|A little help from our friends...
During a leadership retreat a few years back, there were a dozen or so of us sitting in a circle with a very large bowl of fruit in the centre. We were asked to describe what we saw from where we were sitting. As we moved around the room, it quickly became clear that each of us had a different vantage point to describing the contents of the bowl. Some views overlapped but I could not see the jack fruit or the lychees while my view included the papaya, grapes, a sliver of apple and the top of a banana. Together we identified all of the bowl's contents. Had this experience been a solo adventure, there would have most certainly been missing pieces.
That 'takeaway' has stayed with me ever since. In the age of finding any answer in a few key strokes, we quickly learn that there are multiple answers for our questions. It is my feeling that we are in the most collaborative time of our history. Knowledge is certainly power but so often we don't have the 'entire picture'. The impact of the internet and the collaborative means of the content have most certainly not yet reached their potential which is very exciting.
As many of you know, I love anything related to the TED conferences. A few days ago the organization gave away the first $1 million dollar TED prize. In order to win, the recipient must be working on an idea to 'spark' world change. The money is then invested into their wish for the world. Sugata Mitra, an educational researcher, has been fascinated with how children learn and teach themselves. Here is the link to what contains a kernel of inspiration to all of us who work on educational streams for conferences. It is a most interesting collaborative project to learn about how we learn. www.ted.com/prize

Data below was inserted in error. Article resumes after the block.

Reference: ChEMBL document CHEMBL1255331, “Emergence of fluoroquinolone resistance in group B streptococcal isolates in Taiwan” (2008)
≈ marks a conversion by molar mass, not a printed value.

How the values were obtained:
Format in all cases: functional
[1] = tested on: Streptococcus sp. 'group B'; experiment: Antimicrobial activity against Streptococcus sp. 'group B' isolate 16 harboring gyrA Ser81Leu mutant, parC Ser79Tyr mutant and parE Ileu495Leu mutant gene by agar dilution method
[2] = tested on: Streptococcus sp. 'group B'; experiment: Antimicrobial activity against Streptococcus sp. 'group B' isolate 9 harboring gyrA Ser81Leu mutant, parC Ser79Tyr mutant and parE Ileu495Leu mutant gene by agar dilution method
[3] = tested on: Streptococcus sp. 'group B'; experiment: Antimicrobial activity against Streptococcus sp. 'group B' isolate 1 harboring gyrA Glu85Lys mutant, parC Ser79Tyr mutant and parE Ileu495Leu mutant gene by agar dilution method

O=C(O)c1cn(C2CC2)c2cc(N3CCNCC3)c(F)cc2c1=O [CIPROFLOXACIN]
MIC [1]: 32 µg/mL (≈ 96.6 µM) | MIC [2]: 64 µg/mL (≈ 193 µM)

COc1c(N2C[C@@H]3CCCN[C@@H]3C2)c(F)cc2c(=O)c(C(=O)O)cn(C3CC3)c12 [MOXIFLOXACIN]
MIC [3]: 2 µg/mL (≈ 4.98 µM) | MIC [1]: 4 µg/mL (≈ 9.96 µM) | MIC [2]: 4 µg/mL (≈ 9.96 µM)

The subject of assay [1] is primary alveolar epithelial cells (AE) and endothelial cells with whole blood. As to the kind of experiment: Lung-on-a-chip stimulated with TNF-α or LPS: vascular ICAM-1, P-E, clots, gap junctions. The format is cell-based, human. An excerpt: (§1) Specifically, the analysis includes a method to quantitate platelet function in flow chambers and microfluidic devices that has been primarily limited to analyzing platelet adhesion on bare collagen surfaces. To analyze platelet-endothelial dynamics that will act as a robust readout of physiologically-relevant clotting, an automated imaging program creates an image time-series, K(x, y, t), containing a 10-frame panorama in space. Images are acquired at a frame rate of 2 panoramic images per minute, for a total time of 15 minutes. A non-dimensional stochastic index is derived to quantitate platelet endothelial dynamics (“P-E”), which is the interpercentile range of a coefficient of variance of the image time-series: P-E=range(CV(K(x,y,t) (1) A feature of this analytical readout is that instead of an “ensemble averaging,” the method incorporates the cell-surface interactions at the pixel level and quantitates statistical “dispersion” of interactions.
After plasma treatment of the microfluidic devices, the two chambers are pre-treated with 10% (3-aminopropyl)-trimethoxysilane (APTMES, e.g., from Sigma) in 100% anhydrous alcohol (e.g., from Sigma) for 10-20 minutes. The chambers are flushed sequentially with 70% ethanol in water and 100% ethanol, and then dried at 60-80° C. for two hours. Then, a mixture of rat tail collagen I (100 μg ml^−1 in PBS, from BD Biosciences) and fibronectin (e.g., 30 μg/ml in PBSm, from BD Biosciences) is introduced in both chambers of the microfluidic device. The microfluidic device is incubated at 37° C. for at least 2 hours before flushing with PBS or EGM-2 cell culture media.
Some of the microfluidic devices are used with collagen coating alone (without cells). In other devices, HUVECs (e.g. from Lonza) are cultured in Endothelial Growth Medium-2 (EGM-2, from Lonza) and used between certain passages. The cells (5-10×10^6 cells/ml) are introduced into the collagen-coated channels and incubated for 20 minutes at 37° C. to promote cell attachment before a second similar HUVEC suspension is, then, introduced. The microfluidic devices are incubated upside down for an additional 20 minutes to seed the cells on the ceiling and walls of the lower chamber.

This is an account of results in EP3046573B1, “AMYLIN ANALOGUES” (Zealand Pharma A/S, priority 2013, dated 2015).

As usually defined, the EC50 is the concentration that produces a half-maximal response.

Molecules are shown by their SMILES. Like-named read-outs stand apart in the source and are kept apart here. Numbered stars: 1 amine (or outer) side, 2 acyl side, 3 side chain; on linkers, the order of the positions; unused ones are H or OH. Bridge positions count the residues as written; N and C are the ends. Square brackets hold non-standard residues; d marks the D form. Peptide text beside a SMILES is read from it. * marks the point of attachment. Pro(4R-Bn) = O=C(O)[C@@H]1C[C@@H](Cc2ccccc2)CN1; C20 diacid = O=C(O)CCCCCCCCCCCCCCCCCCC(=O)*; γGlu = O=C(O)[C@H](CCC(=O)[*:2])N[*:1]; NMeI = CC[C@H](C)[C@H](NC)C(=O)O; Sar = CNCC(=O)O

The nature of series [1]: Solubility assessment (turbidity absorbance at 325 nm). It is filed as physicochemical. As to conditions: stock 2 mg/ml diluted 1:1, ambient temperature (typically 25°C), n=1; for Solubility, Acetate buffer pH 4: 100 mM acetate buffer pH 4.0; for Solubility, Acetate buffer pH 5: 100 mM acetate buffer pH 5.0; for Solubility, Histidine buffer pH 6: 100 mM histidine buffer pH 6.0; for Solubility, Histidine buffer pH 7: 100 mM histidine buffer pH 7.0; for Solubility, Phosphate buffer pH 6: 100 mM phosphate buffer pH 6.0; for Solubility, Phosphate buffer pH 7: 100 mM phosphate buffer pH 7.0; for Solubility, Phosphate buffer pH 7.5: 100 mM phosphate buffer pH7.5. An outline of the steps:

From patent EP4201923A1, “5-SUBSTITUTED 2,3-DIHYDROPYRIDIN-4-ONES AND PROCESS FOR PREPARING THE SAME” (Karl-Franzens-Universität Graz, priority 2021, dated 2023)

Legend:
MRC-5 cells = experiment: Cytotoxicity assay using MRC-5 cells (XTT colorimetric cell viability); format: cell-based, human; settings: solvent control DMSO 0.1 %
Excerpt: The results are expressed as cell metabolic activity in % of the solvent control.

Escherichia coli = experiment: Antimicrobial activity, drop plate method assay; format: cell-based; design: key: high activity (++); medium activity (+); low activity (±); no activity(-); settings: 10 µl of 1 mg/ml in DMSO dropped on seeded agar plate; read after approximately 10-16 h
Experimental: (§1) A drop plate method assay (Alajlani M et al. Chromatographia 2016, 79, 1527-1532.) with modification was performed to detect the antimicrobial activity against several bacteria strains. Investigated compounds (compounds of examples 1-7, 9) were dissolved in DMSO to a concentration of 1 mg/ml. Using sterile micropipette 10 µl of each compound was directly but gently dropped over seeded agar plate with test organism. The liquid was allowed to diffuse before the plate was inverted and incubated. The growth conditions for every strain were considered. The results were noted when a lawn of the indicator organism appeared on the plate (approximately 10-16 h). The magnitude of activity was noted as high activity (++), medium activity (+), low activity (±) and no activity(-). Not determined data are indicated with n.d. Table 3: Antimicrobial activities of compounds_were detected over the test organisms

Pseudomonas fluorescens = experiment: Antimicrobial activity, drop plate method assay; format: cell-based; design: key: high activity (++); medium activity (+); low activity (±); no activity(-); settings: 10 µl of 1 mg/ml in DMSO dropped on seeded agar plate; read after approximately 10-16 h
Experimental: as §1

Collaboration and working together to bring about the answers is the foundation of our world of meetings. The work that we do everyday engages many stakeholders to come together for an advantageous result. Ms. Brown, my kindergarten teacher would be proud to know that I still enjoy playing well with others.
Heads in Beds, written by Jacob Tomsky is an interesting read. I just finished the book and appreciated an honest account of what it is like on his side of the front desk. Would love to hear your thoughts! email@example.com
101 Tips: Rules for Delegates
To take from my most favourite conference organizer's rule book, here are the TED conference attendee rules. It is also worth noting that you must apply to attend one of their conferences and the basic attendance fee is $7500. Delegates know why they attend and are committed to learn and possibly change the world. How inspiring is that?! We can only hope that our conferences change the lives of our delegates who attend.
1. Arrive Early
We encourage you to arrive on Monday, the day before the first speaker sessions begin. Arriving early means you'll be able to join activities and events such as TEDYou. And on Monday night, we hope you'll join us for get-to-know-you cocktails and the Welcome Party.
2. Stay until the very end